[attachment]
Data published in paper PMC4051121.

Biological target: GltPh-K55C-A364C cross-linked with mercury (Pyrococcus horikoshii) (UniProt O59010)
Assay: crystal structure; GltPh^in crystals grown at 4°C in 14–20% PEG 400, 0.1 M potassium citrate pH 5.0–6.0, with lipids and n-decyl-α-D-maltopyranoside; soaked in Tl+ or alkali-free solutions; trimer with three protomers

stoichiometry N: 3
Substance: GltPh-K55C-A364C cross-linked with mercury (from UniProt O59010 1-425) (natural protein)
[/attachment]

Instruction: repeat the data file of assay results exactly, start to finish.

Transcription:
Data published in paper PMC4051121.

Biological target: GltPh-K55C-A364C cross-linked with mercury (Pyrococcus horikoshii) (UniProt O59010)
Assay: crystal structure; GltPh^in crystals grown at 4°C in 14–20% PEG 400, 0.1 M potassium citrate pH 5.0–6.0, with lipids and n-decyl-α-D-maltopyranoside; soaked in Tl+ or alkali-free solutions; trimer with three protomers

stoichiometry N: 3
Substance: GltPh-K55C-A364C cross-linked with mercury (from UniProt O59010 1-425) (natural protein)